Compensation For Death, Injury: Road crash victims can now legally claim it
The family of a person killed in a road crash due to reckless or negligent driving will get at least Tk 5 lakh in compensation.
Those who lose a limb or suffer other forms of life-changing injuries will get Tk 3 lakh each, while the victims who are likely to recover from injuries and return to normal life will get Tk 1 lakh, according to the newly formulated rules of the Road Transport Act- 2018.
Compensation claims will be settled by a 12-member trustee board, which will be able to raise or lower the amount from time to time upon approval from the government.
The authorities issued a gazette on the rules on December 27, more than four years after the enactment of the act in September 2018.
Several sections of the law, including the one related to compensation, could not be enforced in the absence of the rules.
The rules, which took effect immediately, also mention how much money a vehicle owner must pay to the compensation fund regulated by the trustee board.
The board, led by the BRTA chairman, was formed in October 2022. But it could not perform its tasks in the absence of the rules that are supposed to regulate the fund and the board.
Under the new rules, there is a system of "demerit points" for traffic violations.
As per the act, there will be 12 points for each driver's licence and a traffic violation will result in deduction of one or two points. A licence will be revoked if a driver loses all 12 points.
The rules also re-fixed the fees for different services provided by Bangladesh Road Transport Authority (BRTA). The authorities increased many of the fees.
As per the act, conductors of large vehicles, popularly known as helpers, must have licences. According to the new rules, the conductors must have studied past class 5 and be aged over 20.
The Road Transport Act was passed by lawmakers following demonstrations for safer roads across the country in July and August of 2018.
But the law was not put into effect until November 2019 allegedly due to pressure from transport associations.
CONTRIBUTION TO THE FUND
Under the Motor Vehicles Ordinance-1983, victims or their family members could seek compensation at the Motor Accident Claim Tribunal for death, injury, and damage to properties caused in crashes.
The victims' chances of getting compensation were narrowed after the ordinance was repealed when the act came into effect in 2019. In rare instances, victims file writ petitions with the High Court seeking compensation.
As per the act, the government will create a fund for compensating and treating road crash victims and the fund will be created with a one-time or annual "contribution" from vehicle owners.
According to the rules, the owner of a bus, truck, lorry and semi-trailer truck will pay Tk 1,500 a year for the fund, while the fee is Tk 750 for a minibus, minitruck and pickup; Tk 500 for a car, SUV and microbus; and Tk 300 for a three-wheeler. A motorcycle owner must pay a one-time fee of Tk 1,000, read the rules.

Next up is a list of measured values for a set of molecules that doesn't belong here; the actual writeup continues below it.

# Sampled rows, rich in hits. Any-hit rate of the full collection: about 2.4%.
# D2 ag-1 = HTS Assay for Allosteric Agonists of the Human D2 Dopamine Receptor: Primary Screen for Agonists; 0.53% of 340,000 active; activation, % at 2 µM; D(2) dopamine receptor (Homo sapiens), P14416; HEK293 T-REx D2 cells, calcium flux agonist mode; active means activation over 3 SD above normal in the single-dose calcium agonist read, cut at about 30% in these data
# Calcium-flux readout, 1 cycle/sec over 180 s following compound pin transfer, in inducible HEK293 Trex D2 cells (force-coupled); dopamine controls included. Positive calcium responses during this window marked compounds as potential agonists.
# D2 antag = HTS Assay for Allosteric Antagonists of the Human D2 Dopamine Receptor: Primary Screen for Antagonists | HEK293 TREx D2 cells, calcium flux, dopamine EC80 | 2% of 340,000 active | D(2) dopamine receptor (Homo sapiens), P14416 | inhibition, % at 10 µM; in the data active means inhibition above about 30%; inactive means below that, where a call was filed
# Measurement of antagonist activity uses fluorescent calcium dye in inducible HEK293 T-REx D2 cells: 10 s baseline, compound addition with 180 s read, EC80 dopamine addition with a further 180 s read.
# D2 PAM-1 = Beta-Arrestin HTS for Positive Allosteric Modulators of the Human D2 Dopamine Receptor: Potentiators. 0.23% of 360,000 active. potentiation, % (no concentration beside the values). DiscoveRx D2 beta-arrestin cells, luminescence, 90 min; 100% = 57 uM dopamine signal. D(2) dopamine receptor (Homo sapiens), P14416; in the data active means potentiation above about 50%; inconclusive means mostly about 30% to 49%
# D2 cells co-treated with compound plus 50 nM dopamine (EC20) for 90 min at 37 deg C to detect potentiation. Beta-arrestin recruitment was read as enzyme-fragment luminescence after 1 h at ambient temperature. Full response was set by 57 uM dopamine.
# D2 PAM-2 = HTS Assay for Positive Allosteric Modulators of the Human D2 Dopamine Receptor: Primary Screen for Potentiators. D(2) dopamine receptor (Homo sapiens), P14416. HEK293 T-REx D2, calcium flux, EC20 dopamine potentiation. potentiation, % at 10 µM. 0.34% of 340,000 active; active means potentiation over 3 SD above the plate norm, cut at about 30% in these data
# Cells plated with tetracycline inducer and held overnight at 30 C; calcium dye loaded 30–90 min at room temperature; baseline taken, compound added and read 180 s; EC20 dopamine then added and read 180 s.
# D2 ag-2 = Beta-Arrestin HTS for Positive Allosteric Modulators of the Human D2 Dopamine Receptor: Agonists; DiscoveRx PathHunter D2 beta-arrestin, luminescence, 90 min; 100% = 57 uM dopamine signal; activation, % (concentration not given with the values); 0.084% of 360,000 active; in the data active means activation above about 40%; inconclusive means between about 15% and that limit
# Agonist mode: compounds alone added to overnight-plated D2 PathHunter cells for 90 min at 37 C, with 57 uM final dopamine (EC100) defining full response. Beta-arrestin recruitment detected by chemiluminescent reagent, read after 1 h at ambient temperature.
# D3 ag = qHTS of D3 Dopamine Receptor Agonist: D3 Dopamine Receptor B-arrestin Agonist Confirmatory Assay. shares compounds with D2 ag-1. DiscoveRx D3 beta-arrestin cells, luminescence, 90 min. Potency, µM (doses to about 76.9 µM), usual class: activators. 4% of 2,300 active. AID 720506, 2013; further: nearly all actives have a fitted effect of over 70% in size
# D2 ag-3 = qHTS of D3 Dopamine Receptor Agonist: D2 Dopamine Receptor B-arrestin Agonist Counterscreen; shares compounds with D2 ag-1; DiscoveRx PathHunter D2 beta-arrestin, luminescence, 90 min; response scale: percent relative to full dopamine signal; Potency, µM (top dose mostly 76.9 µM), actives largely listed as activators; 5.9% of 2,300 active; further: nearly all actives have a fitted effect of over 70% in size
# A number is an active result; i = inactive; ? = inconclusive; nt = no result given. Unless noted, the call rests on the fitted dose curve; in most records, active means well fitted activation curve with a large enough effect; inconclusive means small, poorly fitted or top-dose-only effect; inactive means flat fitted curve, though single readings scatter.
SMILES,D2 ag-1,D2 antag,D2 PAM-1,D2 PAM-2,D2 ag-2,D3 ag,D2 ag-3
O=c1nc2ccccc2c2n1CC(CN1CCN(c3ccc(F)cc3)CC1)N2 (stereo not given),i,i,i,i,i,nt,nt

The vehicle owners who fail to pay the fee on time will pay a fine of Tk 50 for each month of delay. With government permission, the trustee board may change the fees at times, it reads.
HOW TO GET COMPENSATION
Those seeking compensation will have to fill out a form and submit it to the trustee board chairman within a month of the road crash.
The chairman will form a probe committee within 10 days of receiving the application, and the committee will submit a report on the damages in a month, read the rules.
The board will take steps to compensate the victim within 30 work days of receiving the report.
An individual can file an application for review of the board decision within 30 days. The board, upon receiving the review prayer, will issue a notice for a hearing within a week and the board will make its decision within a month.
An aggrieved person can even file an appeal against the board's decision in a month and the secretary of road transport and highways division, will hear and resolve the issues in a month.
If anyone is aggrieved with the appeal decision, a search committee will pick an arbitrator who is a retired secretary or a district judge or an individual of a similar status, to solve the issue in 45 days.
The rules stipulated 13 offences for which a driver may incur demerit points.
A driver may lose two points for overloading and intentionally obstructing movement of other vehicles and one point each for 11 other offences.
A mobile court or a BRTA official not below the rank of motor vehicle inspector or police official not below the rank of sub-inspector sergeant can deduct the points. The official must have a photo or video footage of the offence and inform the driver and the authority immediately after deducting a point.
A driver can seek review of the decision within a month by paying a fee and the authorities will make a decision within a month.
If a driver does not violate any rules for six months, the authority can give back two points following an appeal.
But drivers will not be allowed to appeal for points for two years if they lose eight points.
BRTA Spokesperson Mahbub-E-Rabbani said the authority will start implementing the rules after putting in place the system.